The Posuk says (Genesis 41:3):

וְהִנֵּה שֶׁבַע פָּרוֹת אֲחֵרוֹת עֹלוֹת אַחֲרֵיהֶן מִן הַיְאֹר רָעוֹת מַרְאֶה וְדַקּוֹת בָּשָׂר וַתַּעֲמֹדְנָה אֵצֶל הַפָּרוֹת עַל שְׂפַת הַיְאֹר

Translated as:

And behold, seven other cows were coming up after them from the Nile, of ugly appearance and lean of flesh, and they stood beside the cows on the Nile bank.

The question: With all the hints to food and hunger — fat verses skinny cows, stalks of wheat, the Nile (the Egyptians' source of food) — how is it that all the magicians did not come up with a hunger-related reading of the dream?

5 Answers 5


The Lubavitcher Rebbe zt"l explains (in Likkutei Sichos 15:339ff; English adaptation at Chabad.org) that there was one detail in the dreams that threw off the magicians.

The Torah describes the first seven cows coming out of the river, and then the second seven cows, "and they stood next to the cows at the riverbank." Now, times of plenty and of famine come sequentially; there's no time when both are present. So this forced them into alternative explanations, such as "you will father seven daughters" - from one of your wives - "and [at the same time] bury seven others" born from a different wife.

Yosef's insight, then, was that indeed the two could coexist. If the surplus from the good years is stored away for the famine, as he suggested (thus also incidentally answering the question of how he dared to advise Pharaoh when he hadn't been called to do so), then throughout the first seven years, the upcoming famine will be very much present in everyone's minds. Conversely, during the seven years of famine, the years of plenty will still be present - in the form of the grain that they produced.

(It's interesting, though, that in Pharaoh's retelling of the dream to Yosef, he just says that the skinny cows "came up after them" (41:19), without mentioning that crucial detail that all fourteen of them stood together for a while. If he also omitted this detail when talking to the magicians, then that still begs for the explanation of why they needed to account for it, and why Pharaoh didn't find their answers convincing.)

  • Issac i would like you to note this answer and try to leave the questions alone Dec 21, 2011 at 22:03
  • @simchashatorah You asked two apparently-unrelated questions as one question. Per meta.judaism.stackexchange.com/a/336/2, I reduced it down to one. I couldn't read your mind to see that you already knew an answer that links both questions. Any information you have that can justify the question should go into the question, per meta.judaism.stackexchange.com/a/140/2 and meta.judaism.stackexchange.com/a/307/2.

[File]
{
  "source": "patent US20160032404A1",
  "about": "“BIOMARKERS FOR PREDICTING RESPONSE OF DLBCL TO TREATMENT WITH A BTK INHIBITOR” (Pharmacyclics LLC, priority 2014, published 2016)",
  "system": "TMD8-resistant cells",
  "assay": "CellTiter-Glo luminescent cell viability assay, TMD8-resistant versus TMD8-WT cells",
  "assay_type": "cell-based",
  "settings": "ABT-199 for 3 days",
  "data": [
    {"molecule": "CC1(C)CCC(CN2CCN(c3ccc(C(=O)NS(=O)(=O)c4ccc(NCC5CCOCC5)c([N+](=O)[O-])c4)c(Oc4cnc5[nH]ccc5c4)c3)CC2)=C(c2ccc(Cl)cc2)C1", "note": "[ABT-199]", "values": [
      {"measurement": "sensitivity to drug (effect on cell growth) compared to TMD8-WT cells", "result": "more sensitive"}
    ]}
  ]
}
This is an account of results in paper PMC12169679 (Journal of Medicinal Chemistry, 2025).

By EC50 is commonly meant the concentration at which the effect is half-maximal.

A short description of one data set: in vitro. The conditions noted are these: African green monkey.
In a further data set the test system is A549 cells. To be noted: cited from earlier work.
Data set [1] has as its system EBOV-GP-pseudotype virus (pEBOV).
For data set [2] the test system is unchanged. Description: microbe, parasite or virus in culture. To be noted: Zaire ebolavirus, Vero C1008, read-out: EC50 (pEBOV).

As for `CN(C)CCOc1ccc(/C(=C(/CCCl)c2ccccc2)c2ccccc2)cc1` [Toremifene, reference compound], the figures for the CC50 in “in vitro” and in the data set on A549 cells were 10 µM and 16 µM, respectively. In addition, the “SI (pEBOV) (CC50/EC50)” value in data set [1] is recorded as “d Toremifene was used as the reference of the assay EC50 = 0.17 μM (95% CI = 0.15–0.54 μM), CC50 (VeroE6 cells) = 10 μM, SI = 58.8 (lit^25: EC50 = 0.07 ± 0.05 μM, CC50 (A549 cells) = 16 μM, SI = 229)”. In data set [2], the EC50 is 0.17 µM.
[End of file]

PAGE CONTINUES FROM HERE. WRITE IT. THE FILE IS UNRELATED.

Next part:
– Isaac Moses
    Dec 22, 2011 at 21:50
  • unrelated they where both about the drea content of the dream Dec 22, 2011 at 22:41
  • @simchashatorah One was about the significance of a specific, non-hunger-related, element of the dreams. The other was about the magicians' inability to recognize multiple other elements as referring to hunger. The only thing they have in common is that they're both about elements of these dreams. You could ask 100 questions that have that characteristic, but it wouldn't make sense to package them all together and expect answers that address them together.
    – Isaac Moses
    Dec 22, 2011 at 22:49

Many mefarshim say that the Egyptian chachamim messed up because they did not understand that they were the same dream.

For example, see Seforno (41:8) who indicates that were trying to relate the dreams to one another through cause (the cow dream) and potential effect (the grain dream). The basic dream was planting (though plowing) + water (the yeor) = food (the grain). As a guess, the interpretation could have been: good prep equals good food, bad prep equals bad food, so make.


One simple answer from Targum Yonasan ben Uziel - Hashem did not want them to.

  • Targum Yonasan b. Uziel
    – YDK
    Dec 21, 2011 at 17:40

The Nile was not the source of Egyptian's food, it was the main method of getting water to their crops. The Nile was many many things. (Life, a deity, a reflection of the milky way in the stars etc..)

There is also a question of if the Cows were actually eaten as food or not. (There is a large lack of cow bones in Egypt archeology)

In the end, I think you have many symbols, not all of which point towards food, and many of which can mean different things.

The, Cows and the Nile could have been referring to fertility. The bales of wheat could have been referring to commerce and not food itself.

Lastly, since the Egyptian did get their water source from the Nile, the concept of a drought, and thus a famine (from a lack of rain) is truly foreign to them. They don't rely on rain for their crops. There is even a Midrash which talks about Israel being more holy because we require Gds direct blessing of rain vs Egypt which had no need to pray for such a basic thing.

  • 3
    +1, and interesting point about the cows not necessarily signifying food to the Egyptian mindset. (This is one of the great things about this site, seeing answers like this, that are quite unexpected but logical!) Although I think some mefarshim explain that the symbolism was that cows were used for plowing, so the skinny cows were meant represent "years when there is no plowing or harvest" as in Yosef's later description.
    – Alex
    Dec 21, 2011 at 20:55

Rabbi S. R. Hirsch (in his commentary to 41:17ff) explains that Par'o retold the dreams incorrectly, so the magicians couldn't interpret them right. I don't have a copy here, though, from which to provide details.


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